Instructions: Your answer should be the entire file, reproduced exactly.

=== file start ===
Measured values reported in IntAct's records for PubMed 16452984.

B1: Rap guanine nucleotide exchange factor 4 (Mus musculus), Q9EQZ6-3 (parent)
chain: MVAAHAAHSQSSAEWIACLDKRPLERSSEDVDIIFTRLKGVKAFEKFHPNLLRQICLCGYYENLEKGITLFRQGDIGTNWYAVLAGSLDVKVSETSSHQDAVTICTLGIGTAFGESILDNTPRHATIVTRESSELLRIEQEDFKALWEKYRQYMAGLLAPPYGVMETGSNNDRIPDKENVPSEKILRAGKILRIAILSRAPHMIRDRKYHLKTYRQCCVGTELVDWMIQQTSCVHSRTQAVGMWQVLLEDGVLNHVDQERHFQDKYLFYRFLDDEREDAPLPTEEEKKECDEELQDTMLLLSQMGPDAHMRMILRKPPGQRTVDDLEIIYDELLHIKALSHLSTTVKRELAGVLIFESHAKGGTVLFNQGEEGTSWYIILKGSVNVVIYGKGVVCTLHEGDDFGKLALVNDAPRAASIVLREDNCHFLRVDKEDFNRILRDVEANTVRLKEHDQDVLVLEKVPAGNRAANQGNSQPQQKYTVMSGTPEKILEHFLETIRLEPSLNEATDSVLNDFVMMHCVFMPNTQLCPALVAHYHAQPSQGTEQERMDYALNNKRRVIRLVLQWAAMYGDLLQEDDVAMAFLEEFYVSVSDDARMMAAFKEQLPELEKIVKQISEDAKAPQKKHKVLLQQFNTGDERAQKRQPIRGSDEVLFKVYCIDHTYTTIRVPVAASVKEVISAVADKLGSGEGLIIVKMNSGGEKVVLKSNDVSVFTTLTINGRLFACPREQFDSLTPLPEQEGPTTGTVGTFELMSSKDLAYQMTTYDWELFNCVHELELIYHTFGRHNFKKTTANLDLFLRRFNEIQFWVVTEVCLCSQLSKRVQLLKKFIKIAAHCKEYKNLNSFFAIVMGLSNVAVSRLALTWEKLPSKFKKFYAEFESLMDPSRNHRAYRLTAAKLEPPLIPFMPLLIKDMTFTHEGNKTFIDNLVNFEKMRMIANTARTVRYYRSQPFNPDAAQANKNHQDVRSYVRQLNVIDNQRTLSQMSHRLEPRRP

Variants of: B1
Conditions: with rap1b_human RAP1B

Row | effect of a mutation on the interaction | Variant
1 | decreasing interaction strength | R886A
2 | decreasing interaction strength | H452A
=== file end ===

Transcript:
Measured values reported in IntAct's records for PubMed 16452984.

B1: Rap guanine nucleotide exchange factor 4 (Mus musculus), Q9EQZ6-3 (parent)
chain: MVAAHAAHSQSSAEWIACLDKRPLERSSEDVDIIFTRLKGVKAFEKFHPNLLRQICLCGYYENLEKGITLFRQGDIGTNWYAVLAGSLDVKVSETSSHQDAVTICTLGIGTAFGESILDNTPRHATIVTRESSELLRIEQEDFKALWEKYRQYMAGLLAPPYGVMETGSNNDRIPDKENVPSEKILRAGKILRIAILSRAPHMIRDRKYHLKTYRQCCVGTELVDWMIQQTSCVHSRTQAVGMWQVLLEDGVLNHVDQERHFQDKYLFYRFLDDEREDAPLPTEEEKKECDEELQDTMLLLSQMGPDAHMRMILRKPPGQRTVDDLEIIYDELLHIKALSHLSTTVKRELAGVLIFESHAKGGTVLFNQGEEGTSWYIILKGSVNVVIYGKGVVCTLHEGDDFGKLALVNDAPRAASIVLREDNCHFLRVDKEDFNRILRDVEANTVRLKEHDQDVLVLEKVPAGNRAANQGNSQPQQKYTVMSGTPEKILEHFLETIRLEPSLNEATDSVLNDFVMMHCVFMPNTQLCPALVAHYHAQPSQGTEQERMDYALNNKRRVIRLVLQWAAMYGDLLQEDDVAMAFLEEFYVSVSDDARMMAAFKEQLPELEKIVKQISEDAKAPQKKHKVLLQQFNTGDERAQKRQPIRGSDEVLFKVYCIDHTYTTIRVPVAASVKEVISAVADKLGSGEGLIIVKMNSGGEKVVLKSNDVSVFTTLTINGRLFACPREQFDSLTPLPEQEGPTTGTVGTFELMSSKDLAYQMTTYDWELFNCVHELELIYHTFGRHNFKKTTANLDLFLRRFNEIQFWVVTEVCLCSQLSKRVQLLKKFIKIAAHCKEYKNLNSFFAIVMGLSNVAVSRLALTWEKLPSKFKKFYAEFESLMDPSRNHRAYRLTAAKLEPPLIPFMPLLIKDMTFTHEGNKTFIDNLVNFEKMRMIANTARTVRYYRSQPFNPDAAQANKNHQDVRSYVRQLNVIDNQRTLSQMSHRLEPRRP

Variants of: B1
Conditions: with rap1b_human RAP1B

Row | effect of a mutation on the interaction | Variant
1 | decreasing interaction strength | R886A
2 | decreasing interaction strength | H452A